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What makes that song swing? Physicists unravel a jazz mystery / NPR

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NPR's Maria Godoy writes…Swing is an essential component of nearly all kinds of jazz music. Physicists think that subtle nuances in the timing of soloists are key to creating that propulsive swing feel. For nearly a century, jazz musicians and scholars have debated the answer to a musical mystery. As legendary jazz trumpeter Louis Armstrong once put it, "What is this thing called swing?"

Swing has long been considered an essential component of almost all types of jazz, from traditional to bepop to post-bop. As Ella Fitzgerald and many others have sung, "It don't mean a thing if it ain't got that swing." You might describe swing as a rhythmic phenomenon in jazz performances — a propulsive, groovy feeling that makes you want to move with the music.

Still, a precise definition of swing has long eluded musicians and scholars alike. As the Big Band era jazz trumpeter Cootie Williams once reportedly joked about swing, "Describe it? I'd rather tackle Einstein's theory."

Fittingly, physicists now think they've got an answer to the secret of swing — and it all has to do with subtle nuances in the timing of soloists.

Ask a jazz musician what swing is, and you're likely to get the same answer Christian McBride gave me.

"Swing is a feel," says McBride, a multi-Grammy-winning jazz bassist, music educator and host of NPR's Jazz Night in America. "There's a certain language. There's a certain inflection of rhythm."

There's one defining component of swing that's easy to hear, and it has to do with how eighth notes are played. Instead of playing them straight, like this ...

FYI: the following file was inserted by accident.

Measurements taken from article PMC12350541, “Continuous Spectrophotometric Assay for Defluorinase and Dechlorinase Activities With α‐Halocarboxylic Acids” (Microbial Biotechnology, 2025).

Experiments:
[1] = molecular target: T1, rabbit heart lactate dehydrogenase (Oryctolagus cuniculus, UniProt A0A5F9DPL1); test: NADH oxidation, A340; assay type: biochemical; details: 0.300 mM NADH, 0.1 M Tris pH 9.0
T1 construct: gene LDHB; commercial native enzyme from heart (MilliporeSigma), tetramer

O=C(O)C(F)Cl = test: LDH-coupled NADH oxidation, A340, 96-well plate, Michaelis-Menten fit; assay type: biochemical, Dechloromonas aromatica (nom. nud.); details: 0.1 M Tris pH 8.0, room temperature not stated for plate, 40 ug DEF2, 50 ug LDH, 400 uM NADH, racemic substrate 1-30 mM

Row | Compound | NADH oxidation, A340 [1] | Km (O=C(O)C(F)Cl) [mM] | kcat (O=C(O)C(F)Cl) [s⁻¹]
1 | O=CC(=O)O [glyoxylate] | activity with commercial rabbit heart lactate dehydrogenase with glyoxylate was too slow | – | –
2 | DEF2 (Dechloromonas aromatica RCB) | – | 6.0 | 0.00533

McBride vocally demonstrates a straight eighth note

... in jazz these notes are swung, meaning the downbeats — or every other eighth note — is played just a little longer, while the offbeat notes in between are shortened, creating a galloping rhythm, like this.

McBride vocally demonstrates a swung eighth note

But jazz musicians know that technique alone can't explain swing — after all, even a computer can swing a note.

"A computer just ain't — excuse my language – it just ain't going to swing that hard, you know?" McBride says. "You still don't get the real proper swing feel, which is a human feel."

That swing feel happens as musicians interact in performance, McBride explains. "For me, I think you've got to lock people in and say, 'OK, here's where the time is, here's what the rhythm is.' And then everybody, collectively — the musicians and the listeners — can go, 'Oh, yeah ... that feels right.'"

But how exactly are musicians playing off each other to create that swing feel? That's what Theo Geisel wanted to find out.

The physics of swing - Geisel is a theoretical physicist with the Max Planck Institute for Dynamics and Self-Organization and the University of Göttingen in Germany. He spent decades studying the physics of synchronization — for example, how the billions of neurons in your brain coordinate with each other. He's also a passionate amateur saxophonist. He even has a band with other physicists. (They play at conferences.)

Geisel is now retired. That's given him more time to use his theoretical physics toolkit to explore other mysteries of the universe, including this one: How do musicians synchronize when they try to create swing in jazz?

"It's a general belief that musicians should synchronize as best they can when they play together. This is true, of course, to some extent," says Geisel.

But since the 1980s, some scientists and music scholars have claimed that the swing feel is actually created by tiny timing deviations between different musicians playing different types of instruments. To test this theory, Geisel and his colleagues took jazz recordings and used a computer to manipulate the timing of the soloist with respect to the rhythm section.        Bernd Thissen/picture alliance via Getty Image